Finally, on this is the drivers experience and knowledge factor. What will you do if/when you encounter that situation? Educate yourself well...


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packpe89

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Posted: 02/19/21 03:04pm Link  |  Quote  |  Print  |  Notify Moderator

Over 30' will catch allot of wind, definitely 3/4 ton truck territory for a long drive.

Timmo!

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Posted: 02/20/21 11:00am Link  |  Quote  |  Print  |  Notify Moderator

Just because you "can", does not mean you "should".

In my tiny situation (20' Nash TT) has an "advertised" carrying capacity of 2000 lbs, problem is after I add the weight for all my "necessities", I can sneak up to the TT's GVWR of 5600 lbs. Especially if my fresh water tank (42 gallons) is filled (an extra 350 lbs).

After I bought my truck in 2005, I weighed my loaded TT at a scale and discovered exactly how the weight was distributed between all 8 tires. You'll be surprised how the weight of beer, food, clothes, full kitchen setup, and other necessities adds up.

Over the years our RV habits and needs have changed and, just like my waistline, I am sure the combined weight of my TT has increased as well--but not over the truck max towing capacity of 9200 lbs.

I parrot the words of others, if you dial in your rig's weight distribution, there shouldn't be any sway issues. I use the plain vanilla WD hitch setup that's rated for 750lb tongue weight.

* This post was edited 02/20/21 11:08am by Timmo! *


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JIMNLIN

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Posted: 02/21/21 05:53am Link  |  Quote  |  Print  |  Notify Moderator

Quote:

The problem is I keep getting different information about sway depending where I look or who I ask. My salesman, for example, told us that the difference between a 28 ft and a 33 ft would not make any difference with sway. Can that be right? I

AS you have surly discovered by now their are many reasons a combo can have sway... so no one fix works on all combinations.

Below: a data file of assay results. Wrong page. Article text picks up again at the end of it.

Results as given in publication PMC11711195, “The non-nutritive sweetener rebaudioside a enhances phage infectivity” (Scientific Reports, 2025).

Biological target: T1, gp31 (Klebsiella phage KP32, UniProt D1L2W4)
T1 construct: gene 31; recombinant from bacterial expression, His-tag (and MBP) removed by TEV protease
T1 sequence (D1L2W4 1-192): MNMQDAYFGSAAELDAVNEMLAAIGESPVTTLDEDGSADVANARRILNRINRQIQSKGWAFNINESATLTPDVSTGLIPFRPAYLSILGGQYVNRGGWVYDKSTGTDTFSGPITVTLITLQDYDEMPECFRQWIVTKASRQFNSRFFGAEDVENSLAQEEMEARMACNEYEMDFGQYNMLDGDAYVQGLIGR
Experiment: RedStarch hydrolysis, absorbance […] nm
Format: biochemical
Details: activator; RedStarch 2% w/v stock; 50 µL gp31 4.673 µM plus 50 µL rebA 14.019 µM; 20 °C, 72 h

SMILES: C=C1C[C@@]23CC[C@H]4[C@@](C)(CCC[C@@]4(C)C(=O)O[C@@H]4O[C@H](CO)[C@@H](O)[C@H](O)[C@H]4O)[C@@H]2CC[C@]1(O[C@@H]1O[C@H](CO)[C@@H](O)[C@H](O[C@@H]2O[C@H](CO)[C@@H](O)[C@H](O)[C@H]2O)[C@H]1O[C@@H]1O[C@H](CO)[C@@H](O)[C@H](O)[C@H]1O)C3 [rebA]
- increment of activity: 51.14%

Other expy owners who are pulling the same length trailer can have input for you so check with trailer brand forums also.

One of the worst bumper pull sway incidents I've seen when I was on the road was a one ton DRW truck pulling what looked like a 25-28' TT. We could guess till the cows came in why the combo was swaying.

Some ideas expressed here can add to a sway issue so use proper equipment and hit the road for a short run and see how the combo is working. Then make changes.


"good judgment comes from experience, and a lot of that comes from bad judgment" ............ Will Rogers

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goducks10

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Posted: 02/21/21 10:16am Link  |  Quote  |  Print  |  Notify Moderator

I wouldn't worry about out of control sway as much as I'd be concerned about the TT and truck not functioning as one. A heavy long TT with a 1/2 ton may not ever sway out of control, but you could experience more than desired movement when over taking a semi, or being passed by a semi and towing in windy conditions. Also it could be a little tense when needing to panic stop on a corner.
Lots of conditions come into play when towing.
Having to keep both hands glued to the wheel with bigger than normal wheel corrections doesn't make for a fun day of towing.
Like I said you may never experience out of control sway, but the day in day out driving experience will wear on you.

Grit dog

Black Diamond, WA

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Posted: 02/21/21 11:17am Link  |  Quote  |  Print  |  Notify Moderator

It’s hard to explain to those who don’t have experience towing a lot.
But unless the TT is grossly over or under on “expected” tongue weight, it should pull just fine with a capable half ton.
Salesman wasn’t “totally” lying but also not to be really believed as they’re, well, salesmen.

philh

Belleville MI

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Posted: 02/21/21 12:20pm Link  |  Quote  |  Print  |  Notify Moderator

Upgrading tires to 10 ply will help a lot. I'm on a much smaller trailer and was surprised how much difference upgrading truck tires did to the stability.